Decreases in the amount of sand in the core pointed to less rainfall, and other chemical evidence suggests a drying lake and a rapidly warming climate. Even drought-tolerant junipers couldn’t last across seasons of extreme heat and dried-out soil. Tellingly, the pines, grass, and chaparral species that replaced them all share an important attribute—adaptation to fire.
Fire and Humans
While Southern California is a hotbed of wildfire activity today, most of these fires are caused by human activities—from downed power lines to runaway campfires. Natural, lightning-caused fires are exceedingly rare in these coastal regions. This appears to have been the case in the Pleistocene, too. Lisa Martinez, a PhD student at UCLA has reconstructed a fire history from charcoal fragments from Lake Elsinore. She found that before 13,250 years ago, fires in the region were extremely rare. But, following this, a burst of fires were sparked in what look to be large-scale—or “megafire” events. The timing of these conflagrations coincides with both a growing human population on the continent and the demise of the Rancho La Brea megafauna.
“At the point where we found the human population to really start to increase in North America, we see an interval of profound climatic and ecologic change coupled with unprecedented fire happening right here, and it's in this interval when all of the megafauna species disappear,” says Martinez.
A partial skeleton of a man from Santa Rosa Island from the same time as the great peak in wildfires is the earliest definitive evidence of humans in California, (although abundant archaeological sites across the western United States suggest human presence by at least 15,000 years ago, and possibly much earlier). The Clovis people, once thought to have overhunted Pleistocene megafauna to extinction, arrived too late for lunch at the Tar Pits; the Clovis cultural complex is dated 13,050–12,750 years ago, almost entirely after the last Southern California sabertooth shuffled off this mortal coil.
While evidence of humans in the region is probably underwater or deeply buried, the team knew that human habitation likely preceded the sole individual from Santa Rosa. Compiling the most up-to-date records of human activity from North America, they modeled humanity’s demographic growth in the continent as a proxy for California in the region and then used a second model to compare this growth curve against changes in vegetation, fire activity, and megafaunal disappearance to investigate possible causal connections between the different extinction players.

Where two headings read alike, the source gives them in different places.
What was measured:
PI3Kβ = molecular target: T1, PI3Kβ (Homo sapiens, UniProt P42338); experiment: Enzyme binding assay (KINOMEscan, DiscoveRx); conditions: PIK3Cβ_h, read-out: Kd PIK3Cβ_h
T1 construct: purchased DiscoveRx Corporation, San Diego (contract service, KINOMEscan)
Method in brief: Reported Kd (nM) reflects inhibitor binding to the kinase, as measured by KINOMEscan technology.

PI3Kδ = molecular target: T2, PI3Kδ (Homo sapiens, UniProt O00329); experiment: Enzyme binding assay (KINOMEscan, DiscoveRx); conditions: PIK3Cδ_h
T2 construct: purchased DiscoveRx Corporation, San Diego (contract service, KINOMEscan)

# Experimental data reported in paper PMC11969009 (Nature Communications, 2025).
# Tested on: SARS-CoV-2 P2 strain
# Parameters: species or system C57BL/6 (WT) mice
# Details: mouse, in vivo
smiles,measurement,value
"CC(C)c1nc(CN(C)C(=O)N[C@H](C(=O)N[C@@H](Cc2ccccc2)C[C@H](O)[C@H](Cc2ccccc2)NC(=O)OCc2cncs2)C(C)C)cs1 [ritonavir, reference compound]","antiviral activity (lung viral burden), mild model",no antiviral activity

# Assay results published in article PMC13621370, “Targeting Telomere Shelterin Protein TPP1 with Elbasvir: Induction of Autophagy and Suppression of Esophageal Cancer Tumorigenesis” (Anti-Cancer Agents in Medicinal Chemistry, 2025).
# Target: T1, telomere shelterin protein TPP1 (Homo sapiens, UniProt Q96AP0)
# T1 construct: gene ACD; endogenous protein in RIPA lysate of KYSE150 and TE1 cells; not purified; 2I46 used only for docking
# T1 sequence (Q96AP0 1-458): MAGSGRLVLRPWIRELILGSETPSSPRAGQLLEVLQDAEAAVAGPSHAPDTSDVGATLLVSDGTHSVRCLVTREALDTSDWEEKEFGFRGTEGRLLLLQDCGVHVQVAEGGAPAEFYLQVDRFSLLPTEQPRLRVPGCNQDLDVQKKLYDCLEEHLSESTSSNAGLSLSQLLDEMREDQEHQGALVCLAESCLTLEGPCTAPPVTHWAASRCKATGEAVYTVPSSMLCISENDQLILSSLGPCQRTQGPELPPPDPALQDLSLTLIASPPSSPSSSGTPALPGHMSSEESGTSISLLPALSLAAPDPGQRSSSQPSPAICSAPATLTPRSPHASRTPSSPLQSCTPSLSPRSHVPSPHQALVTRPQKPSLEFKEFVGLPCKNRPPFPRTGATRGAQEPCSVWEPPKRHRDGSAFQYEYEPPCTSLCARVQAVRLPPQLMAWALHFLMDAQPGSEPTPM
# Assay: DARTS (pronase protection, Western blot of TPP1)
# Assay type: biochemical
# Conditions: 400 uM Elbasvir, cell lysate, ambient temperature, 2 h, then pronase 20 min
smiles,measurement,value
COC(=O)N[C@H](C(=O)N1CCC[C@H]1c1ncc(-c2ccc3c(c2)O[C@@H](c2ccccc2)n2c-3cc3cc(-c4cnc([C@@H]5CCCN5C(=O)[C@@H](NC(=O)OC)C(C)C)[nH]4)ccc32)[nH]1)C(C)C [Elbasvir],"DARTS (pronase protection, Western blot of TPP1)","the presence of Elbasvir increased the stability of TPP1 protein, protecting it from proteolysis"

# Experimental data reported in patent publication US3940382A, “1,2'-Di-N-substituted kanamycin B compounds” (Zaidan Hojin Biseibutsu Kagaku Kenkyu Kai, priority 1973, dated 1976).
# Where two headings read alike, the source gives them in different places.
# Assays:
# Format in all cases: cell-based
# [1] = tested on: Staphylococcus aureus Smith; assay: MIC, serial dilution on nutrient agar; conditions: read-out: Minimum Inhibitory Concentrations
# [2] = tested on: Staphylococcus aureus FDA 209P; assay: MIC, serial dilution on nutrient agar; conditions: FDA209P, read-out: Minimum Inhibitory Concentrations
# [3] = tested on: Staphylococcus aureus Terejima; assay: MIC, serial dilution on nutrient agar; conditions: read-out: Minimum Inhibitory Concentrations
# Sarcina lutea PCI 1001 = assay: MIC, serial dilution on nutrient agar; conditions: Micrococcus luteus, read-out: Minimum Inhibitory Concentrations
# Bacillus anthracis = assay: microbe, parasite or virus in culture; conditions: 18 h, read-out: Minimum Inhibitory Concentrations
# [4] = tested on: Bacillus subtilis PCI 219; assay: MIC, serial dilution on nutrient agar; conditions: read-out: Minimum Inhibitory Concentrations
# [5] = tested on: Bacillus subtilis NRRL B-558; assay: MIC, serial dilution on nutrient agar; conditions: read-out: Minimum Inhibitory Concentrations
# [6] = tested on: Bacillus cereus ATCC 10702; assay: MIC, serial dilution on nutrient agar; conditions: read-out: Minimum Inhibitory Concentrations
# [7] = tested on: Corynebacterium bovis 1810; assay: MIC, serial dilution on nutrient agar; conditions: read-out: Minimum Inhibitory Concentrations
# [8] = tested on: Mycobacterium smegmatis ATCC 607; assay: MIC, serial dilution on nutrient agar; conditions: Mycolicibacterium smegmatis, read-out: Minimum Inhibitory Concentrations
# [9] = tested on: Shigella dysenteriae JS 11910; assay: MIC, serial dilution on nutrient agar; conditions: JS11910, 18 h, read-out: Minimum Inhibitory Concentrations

Their model found a disastrous chain of ecological connections: a warming climate, reduction in tree pollen, and increase in human population all forecasted a decline in large herbivore numbers. The reduction in tree pollen also predicted an increase in fires. But the strongest relationship the scientists found by far was between human population growth and a large increase in fire activity.
“When humans arrive we see major changes in the frequency of fires and fire intensity,” says Dunn. “95 percent of the fires we see today are caused by anthropogenic sources from power lines or campfires that have gotten away, from highways or cigarettes or something like that. In a sense, we already know what happened, and what we learned from the past can help inform what will happen in the future and how better to plan to avoid ecosystem collapses.”
Almost 13,000 years after the extinction of saber-toothed cats and dire wolves, Southern California and the rest of the planet are bound in the same chain: human-caused climate change threatens to prolong droughts. Large mammals are increasingly under threat from climate change and human activities. And, wildfires caused by humans are getting larger and more frequent, and devastating more habitats and ecosystems.
“La Brea Tar Pits is pretty much the only place on Earth that has the data necessary to really look at what happened the last time we went through a significant climate change interval,” says Lindsey. “Understanding why these fires happened in the past and the impact they had on ecosystems can help land managers and planners today make decisions about how we can best preserve species, how we can best protect human property and human life, and how we can help our current human-dominated landscape transition into this new climate that we are entering.”
Sites like La Brea Tar Pits still have more to teach us about how understanding life in the prehistoric past can help inform how we approach conservation, but the window for avoiding a much larger ecological catastrophe could be closing fast, and we must act now.